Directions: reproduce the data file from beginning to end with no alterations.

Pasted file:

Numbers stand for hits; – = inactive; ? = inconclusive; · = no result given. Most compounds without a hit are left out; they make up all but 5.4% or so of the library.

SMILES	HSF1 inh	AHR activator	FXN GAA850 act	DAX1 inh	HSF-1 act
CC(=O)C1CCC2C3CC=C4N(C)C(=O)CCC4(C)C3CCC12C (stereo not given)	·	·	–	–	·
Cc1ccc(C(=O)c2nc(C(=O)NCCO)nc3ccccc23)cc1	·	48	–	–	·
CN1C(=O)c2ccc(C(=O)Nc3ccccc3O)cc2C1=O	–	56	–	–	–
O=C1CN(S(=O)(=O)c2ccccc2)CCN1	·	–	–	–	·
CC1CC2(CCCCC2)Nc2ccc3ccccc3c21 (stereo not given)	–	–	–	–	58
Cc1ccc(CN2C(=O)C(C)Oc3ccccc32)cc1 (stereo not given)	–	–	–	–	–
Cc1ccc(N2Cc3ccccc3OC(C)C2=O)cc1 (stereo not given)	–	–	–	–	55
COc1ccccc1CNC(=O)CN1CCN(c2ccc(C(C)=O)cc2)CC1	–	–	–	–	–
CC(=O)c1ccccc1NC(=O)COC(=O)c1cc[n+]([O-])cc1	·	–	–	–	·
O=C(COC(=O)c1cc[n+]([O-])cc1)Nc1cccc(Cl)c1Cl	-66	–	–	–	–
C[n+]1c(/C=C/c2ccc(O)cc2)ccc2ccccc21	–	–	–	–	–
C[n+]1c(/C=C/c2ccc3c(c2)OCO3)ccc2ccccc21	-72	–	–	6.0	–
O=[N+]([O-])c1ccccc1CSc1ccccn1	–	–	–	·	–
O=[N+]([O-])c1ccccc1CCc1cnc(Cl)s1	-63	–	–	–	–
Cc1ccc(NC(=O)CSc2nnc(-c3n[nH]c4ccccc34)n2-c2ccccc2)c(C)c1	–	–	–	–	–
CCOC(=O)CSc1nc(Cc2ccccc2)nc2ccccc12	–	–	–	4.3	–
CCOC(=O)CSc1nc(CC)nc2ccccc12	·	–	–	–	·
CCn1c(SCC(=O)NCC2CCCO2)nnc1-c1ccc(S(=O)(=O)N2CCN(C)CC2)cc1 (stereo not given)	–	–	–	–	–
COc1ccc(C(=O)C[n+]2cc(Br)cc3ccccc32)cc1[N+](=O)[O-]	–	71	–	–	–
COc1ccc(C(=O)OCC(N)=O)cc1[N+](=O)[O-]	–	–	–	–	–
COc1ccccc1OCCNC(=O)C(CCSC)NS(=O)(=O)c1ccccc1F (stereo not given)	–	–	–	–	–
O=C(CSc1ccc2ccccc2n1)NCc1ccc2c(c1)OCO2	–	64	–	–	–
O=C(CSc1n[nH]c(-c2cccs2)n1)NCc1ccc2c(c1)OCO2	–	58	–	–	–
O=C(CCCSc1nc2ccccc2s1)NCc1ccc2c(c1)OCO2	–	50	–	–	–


Numbers stand for hits; – = inactive; ? = inconclusive; · = no result given. Most compounds without a hit are left out; they make up all but 5.4% or so of the library.

SMILES	HSF1 inh	AHR activator	FXN GAA850 act	DAX1 inh	HSF-1 act
CC(=O)C1CCC2C3CC=C4N(C)C(=O)CCC4(C)C3CCC12C (stereo not given)	·	·	–	–	·
Cc1ccc(C(=O)c2nc(C(=O)NCCO)nc3ccccc23)cc1	·	48	–	–	·
CN1C(=O)c2ccc(C(=O)Nc3ccccc3O)cc2C1=O	–	56	–	–	–
O=C1CN(S(=O)(=O)c2ccccc2)CCN1	·	–	–	–	·
CC1CC2(CCCCC2)Nc2ccc3ccccc3c21 (stereo not given)	–	–	–	–	58
Cc1ccc(CN2C(=O)C(C)Oc3ccccc32)cc1 (stereo not given)	–	–	–	–	–
Cc1ccc(N2Cc3ccccc3OC(C)C2=O)cc1 (stereo not given)	–	–	–	–	55
COc1ccccc1CNC(=O)CN1CCN(c2ccc(C(C)=O)cc2)CC1	–	–	–	–	–
CC(=O)c1ccccc1NC(=O)COC(=O)c1cc[n+]([O-])cc1	·	–	–	–	·
O=C(COC(=O)c1cc[n+]([O-])cc1)Nc1cccc(Cl)c1Cl	-66	–	–	–	–
C[n+]1c(/C=C/c2ccc(O)cc2)ccc2ccccc21	–	–	–	–	–
C[n+]1c(/C=C/c2ccc3c(c2)OCO3)ccc2ccccc21	-72	–	–	6.0	–
O=[N+]([O-])c1ccccc1CSc1ccccn1	–	–	–	·	–
O=[N+]([O-])c1ccccc1CCc1cnc(Cl)s1	-63	–	–	–	–
Cc1ccc(NC(=O)CSc2nnc(-c3n[nH]c4ccccc34)n2-c2ccccc2)c(C)c1	–	–	–	–	–
CCOC(=O)CSc1nc(Cc2ccccc2)nc2ccccc12	–	–	–	4.3	–
CCOC(=O)CSc1nc(CC)nc2ccccc12	·	–	–	–	·
CCn1c(SCC(=O)NCC2CCCO2)nnc1-c1ccc(S(=O)(=O)N2CCN(C)CC2)cc1 (stereo not given)	–	–	–	–	–
COc1ccc(C(=O)C[n+]2cc(Br)cc3ccccc32)cc1[N+](=O)[O-]	–	71	–	–	–
COc1ccc(C(=O)OCC(N)=O)cc1[N+](=O)[O-]	–	–	–	–	–
COc1ccccc1OCCNC(=O)C(CCSC)NS(=O)(=O)c1ccccc1F (stereo not given)	–	–	–	–	–
O=C(CSc1ccc2ccccc2n1)NCc1ccc2c(c1)OCO2	–	64	–	–	–
O=C(CSc1n[nH]c(-c2cccs2)n1)NCc1ccc2c(c1)OCO2	–	58	–	–	–
O=C(CCCSc1nc2ccccc2s1)NCc1ccc2c(c1)OCO2	–	50	–	–	–